person walking through a forest

The Road Not Taken

by Robert Frost
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How does the symbolism of the season help to construct meaning in the poem "The Road Not Taken" by Robert Frost?

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In Frost's "The Road Not Taken ," two clues suggest the season is autumn. First, in the opening line, the speaker mentions a "yellow wood." Then in the second line of stanza three, the speaker states that whichever way he turns, nobody has stepped on the leaves on the...

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In Frost's "The Road Not Taken," two clues suggest the season is autumn. First, in the opening line, the speaker mentions a "yellow wood." Then in the second line of stanza three, the speaker states that whichever way he turns, nobody has stepped on the leaves on the ground:

In leaves no step had trodden black

The leaves on the trees seem to have turned yellow, which would happen in the fall, a time we could also expect many leaves to be on the ground. While the imagery is ultimately ambiguous—the leaves might look yellow because of the sun shining on them, and leaves fall on the ground in other seasons than fall—the best surmise is autumn.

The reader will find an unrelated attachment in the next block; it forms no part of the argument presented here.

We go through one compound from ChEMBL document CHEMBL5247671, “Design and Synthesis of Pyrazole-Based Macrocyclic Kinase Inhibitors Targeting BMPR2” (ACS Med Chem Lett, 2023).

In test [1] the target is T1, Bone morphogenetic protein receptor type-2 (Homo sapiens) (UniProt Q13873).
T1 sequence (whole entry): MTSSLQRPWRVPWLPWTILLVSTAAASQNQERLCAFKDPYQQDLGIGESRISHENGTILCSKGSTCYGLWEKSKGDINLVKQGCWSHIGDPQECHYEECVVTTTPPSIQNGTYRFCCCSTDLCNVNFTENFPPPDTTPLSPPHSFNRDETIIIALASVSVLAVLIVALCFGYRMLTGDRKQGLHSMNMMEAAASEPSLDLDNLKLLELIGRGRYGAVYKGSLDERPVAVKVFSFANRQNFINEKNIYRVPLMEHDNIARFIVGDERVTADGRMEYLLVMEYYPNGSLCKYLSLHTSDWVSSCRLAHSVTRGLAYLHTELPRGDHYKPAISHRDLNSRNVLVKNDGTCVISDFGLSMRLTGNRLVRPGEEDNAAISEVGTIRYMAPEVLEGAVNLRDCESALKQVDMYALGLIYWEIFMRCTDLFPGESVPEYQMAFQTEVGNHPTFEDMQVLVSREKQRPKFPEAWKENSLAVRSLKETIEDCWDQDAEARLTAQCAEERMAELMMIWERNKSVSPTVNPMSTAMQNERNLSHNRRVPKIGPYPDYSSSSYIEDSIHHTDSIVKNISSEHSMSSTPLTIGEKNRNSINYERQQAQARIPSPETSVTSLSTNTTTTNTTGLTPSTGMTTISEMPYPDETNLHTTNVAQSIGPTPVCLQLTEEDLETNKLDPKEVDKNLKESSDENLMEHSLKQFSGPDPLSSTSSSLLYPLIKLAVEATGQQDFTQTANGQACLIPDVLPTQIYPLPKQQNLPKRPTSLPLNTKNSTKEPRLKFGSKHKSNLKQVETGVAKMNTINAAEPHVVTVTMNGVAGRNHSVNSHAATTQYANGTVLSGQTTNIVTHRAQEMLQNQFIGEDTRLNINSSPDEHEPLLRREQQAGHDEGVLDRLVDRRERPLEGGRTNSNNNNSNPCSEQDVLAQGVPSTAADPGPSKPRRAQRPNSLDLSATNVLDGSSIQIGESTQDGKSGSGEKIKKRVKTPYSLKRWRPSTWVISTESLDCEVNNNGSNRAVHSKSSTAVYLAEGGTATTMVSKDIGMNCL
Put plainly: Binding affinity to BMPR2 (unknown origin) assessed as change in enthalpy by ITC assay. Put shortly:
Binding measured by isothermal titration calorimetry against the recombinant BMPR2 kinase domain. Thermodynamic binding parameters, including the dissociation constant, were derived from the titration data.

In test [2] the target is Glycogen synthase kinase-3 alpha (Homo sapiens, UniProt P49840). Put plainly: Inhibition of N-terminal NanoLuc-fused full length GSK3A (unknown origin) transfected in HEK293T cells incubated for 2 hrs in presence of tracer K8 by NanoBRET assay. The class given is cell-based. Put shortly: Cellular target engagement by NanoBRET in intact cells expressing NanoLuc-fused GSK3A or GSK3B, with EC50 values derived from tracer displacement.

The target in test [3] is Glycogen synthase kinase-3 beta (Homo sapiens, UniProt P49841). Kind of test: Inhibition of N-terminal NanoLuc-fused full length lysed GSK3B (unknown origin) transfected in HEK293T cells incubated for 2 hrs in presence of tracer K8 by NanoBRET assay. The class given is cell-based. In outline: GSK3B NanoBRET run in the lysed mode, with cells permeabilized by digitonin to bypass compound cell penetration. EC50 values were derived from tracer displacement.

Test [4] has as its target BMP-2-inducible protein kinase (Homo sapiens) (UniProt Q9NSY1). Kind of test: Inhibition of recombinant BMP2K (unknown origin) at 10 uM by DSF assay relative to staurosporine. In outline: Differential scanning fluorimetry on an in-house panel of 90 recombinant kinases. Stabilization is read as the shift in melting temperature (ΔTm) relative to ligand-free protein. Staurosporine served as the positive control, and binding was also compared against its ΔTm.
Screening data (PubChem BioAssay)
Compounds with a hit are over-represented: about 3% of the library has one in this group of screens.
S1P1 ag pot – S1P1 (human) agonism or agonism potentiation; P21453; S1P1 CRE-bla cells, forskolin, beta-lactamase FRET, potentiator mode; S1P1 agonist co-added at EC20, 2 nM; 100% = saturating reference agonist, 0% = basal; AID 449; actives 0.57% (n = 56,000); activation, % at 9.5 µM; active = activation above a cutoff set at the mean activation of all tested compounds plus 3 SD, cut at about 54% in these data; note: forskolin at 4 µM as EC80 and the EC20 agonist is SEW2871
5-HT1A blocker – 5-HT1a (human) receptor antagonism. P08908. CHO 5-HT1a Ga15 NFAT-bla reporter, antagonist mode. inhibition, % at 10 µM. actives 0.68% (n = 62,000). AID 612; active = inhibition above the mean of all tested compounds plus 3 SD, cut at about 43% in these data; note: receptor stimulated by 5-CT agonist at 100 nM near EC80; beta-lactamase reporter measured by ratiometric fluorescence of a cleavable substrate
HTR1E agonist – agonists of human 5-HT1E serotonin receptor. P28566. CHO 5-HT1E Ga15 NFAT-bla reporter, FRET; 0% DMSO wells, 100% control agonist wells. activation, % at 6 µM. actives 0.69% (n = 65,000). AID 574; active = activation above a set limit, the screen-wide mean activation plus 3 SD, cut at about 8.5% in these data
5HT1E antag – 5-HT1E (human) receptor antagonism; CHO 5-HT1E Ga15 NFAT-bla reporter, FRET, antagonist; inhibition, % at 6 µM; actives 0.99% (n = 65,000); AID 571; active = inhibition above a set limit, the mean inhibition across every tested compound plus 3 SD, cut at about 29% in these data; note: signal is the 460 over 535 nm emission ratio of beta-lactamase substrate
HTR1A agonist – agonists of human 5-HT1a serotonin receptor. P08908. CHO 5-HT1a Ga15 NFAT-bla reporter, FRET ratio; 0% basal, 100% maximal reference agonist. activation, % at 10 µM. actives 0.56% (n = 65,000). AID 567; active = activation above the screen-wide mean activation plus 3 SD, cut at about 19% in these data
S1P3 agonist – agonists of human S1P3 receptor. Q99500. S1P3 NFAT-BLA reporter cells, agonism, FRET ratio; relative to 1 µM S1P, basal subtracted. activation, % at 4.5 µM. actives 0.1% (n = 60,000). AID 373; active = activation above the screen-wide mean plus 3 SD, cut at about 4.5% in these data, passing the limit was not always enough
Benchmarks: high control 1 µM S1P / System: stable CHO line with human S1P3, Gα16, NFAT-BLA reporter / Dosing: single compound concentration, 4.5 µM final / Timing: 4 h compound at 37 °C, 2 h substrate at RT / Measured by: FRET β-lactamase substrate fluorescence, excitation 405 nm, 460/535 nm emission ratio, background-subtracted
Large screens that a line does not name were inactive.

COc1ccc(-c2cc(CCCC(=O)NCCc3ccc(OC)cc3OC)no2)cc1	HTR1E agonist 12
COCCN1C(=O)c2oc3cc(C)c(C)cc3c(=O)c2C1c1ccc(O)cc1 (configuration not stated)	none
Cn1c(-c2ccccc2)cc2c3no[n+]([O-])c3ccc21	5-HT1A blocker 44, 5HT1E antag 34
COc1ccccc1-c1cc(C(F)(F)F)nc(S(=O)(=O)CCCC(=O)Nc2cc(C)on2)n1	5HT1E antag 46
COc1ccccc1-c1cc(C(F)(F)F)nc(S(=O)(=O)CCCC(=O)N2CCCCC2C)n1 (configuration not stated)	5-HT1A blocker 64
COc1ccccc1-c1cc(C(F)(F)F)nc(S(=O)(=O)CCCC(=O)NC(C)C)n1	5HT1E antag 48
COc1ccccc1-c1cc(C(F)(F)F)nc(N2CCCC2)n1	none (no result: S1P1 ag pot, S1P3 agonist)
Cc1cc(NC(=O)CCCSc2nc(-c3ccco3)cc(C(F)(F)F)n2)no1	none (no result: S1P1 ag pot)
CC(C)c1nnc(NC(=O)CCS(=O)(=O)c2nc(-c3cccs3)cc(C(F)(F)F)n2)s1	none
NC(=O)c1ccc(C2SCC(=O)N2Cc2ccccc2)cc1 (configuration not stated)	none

If autumn is the season, this suggests a symbolism of time running short, which supports the melancholy theme of the poem. Spring is a time of new birth and new beginnings, but autumn is a season when nature matures and winter, symbolically associated with death, is not far away.

The poem is about making choices. The speaker would like to go down both paths when he gets to a fork in the road, but he knows he has to make a decision because the time is short. He says he will keeps one road for another day, meaning he hopes he can come back and walk on this road, but he also mentions that:

I doubted if I should ever come back.

Autumn, a season of endings, symbolizes the bittersweetness of time's transience. We don't have all the time in the world before death comes: we won't be able to fulfill every dream.

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